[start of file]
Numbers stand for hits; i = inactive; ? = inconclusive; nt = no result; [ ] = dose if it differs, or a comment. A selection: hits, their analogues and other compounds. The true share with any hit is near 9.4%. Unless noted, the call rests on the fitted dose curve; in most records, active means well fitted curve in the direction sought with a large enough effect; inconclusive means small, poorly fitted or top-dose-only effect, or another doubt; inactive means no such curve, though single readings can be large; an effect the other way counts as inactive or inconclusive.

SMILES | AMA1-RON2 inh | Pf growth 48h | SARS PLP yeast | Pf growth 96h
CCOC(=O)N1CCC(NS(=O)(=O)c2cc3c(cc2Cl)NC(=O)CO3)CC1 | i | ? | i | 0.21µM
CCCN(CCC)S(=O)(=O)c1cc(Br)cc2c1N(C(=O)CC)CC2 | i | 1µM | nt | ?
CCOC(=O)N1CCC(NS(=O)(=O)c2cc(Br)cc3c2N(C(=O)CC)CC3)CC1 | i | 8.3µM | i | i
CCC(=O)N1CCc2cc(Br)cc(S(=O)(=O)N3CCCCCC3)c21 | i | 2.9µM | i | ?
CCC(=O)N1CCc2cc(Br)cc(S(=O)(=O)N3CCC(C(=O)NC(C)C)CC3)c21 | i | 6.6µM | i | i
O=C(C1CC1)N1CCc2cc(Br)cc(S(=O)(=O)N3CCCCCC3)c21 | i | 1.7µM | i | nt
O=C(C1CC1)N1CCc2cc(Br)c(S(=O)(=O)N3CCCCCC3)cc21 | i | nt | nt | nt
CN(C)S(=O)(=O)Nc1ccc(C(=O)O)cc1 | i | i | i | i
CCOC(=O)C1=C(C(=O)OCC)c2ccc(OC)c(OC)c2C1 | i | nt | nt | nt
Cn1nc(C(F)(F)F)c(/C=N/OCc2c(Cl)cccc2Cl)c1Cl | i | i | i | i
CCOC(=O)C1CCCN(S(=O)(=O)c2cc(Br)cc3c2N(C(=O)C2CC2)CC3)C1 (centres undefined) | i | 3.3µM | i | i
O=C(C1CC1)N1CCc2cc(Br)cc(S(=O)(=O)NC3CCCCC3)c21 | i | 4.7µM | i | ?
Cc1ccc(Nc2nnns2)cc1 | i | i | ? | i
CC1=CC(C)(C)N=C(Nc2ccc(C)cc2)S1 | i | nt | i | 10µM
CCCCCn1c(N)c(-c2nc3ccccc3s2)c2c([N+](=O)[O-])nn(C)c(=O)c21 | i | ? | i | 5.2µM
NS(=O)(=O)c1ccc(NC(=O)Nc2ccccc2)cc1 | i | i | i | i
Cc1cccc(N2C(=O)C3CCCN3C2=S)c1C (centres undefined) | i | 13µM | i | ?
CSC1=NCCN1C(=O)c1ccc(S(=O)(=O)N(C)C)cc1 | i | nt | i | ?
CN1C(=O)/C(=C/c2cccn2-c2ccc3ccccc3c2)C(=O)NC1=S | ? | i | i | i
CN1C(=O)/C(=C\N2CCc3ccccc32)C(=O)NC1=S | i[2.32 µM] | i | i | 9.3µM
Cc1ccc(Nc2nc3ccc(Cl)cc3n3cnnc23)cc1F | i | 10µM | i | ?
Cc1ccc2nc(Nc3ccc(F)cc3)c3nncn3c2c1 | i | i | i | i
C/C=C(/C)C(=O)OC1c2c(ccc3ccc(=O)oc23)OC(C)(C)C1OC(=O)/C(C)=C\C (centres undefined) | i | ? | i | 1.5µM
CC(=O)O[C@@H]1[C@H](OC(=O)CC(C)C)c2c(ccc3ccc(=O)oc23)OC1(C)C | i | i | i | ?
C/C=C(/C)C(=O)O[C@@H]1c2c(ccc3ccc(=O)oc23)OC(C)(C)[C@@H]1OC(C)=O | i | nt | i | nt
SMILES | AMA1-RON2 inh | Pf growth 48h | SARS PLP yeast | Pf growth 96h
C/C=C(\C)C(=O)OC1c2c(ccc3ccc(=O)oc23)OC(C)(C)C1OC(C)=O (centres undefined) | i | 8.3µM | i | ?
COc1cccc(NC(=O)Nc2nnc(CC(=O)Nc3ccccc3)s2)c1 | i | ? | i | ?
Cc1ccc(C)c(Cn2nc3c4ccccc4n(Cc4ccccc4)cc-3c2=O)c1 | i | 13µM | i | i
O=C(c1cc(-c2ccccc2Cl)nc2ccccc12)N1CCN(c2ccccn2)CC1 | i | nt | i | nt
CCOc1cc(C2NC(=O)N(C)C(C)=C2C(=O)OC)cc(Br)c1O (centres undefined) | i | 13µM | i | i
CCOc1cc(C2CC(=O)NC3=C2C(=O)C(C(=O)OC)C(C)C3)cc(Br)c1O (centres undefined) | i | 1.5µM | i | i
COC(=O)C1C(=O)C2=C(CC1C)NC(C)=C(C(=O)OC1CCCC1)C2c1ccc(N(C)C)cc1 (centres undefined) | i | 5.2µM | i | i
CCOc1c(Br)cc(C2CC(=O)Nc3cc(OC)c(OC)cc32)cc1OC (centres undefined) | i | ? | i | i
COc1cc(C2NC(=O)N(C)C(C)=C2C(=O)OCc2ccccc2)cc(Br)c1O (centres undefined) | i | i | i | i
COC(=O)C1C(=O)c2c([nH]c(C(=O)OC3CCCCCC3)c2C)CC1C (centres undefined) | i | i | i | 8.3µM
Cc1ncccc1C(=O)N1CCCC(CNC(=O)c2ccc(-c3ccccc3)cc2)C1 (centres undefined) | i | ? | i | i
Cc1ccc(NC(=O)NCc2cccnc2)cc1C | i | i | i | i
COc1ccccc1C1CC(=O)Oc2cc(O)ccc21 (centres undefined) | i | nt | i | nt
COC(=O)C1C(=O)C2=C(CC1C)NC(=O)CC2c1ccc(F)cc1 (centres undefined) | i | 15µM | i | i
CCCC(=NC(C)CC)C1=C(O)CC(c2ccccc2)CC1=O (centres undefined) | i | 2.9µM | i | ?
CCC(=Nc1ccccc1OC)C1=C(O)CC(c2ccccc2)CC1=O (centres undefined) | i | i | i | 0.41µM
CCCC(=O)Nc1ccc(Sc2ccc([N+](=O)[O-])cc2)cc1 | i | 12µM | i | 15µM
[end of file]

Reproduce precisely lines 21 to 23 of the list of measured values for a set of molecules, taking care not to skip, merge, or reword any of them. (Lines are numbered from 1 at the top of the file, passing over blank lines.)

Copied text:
CN1C(=O)/C(=C/c2cccn2-c2ccc3ccccc3c2)C(=O)NC1=S | ? | i | i | i
CN1C(=O)/C(=C\N2CCc3ccccc32)C(=O)NC1=S | i[2.32 µM] | i | i | 9.3µM
Cc1ccc(Nc2nc3ccc(Cl)cc3n3cnnc23)cc1F | i | 10µM | i | ?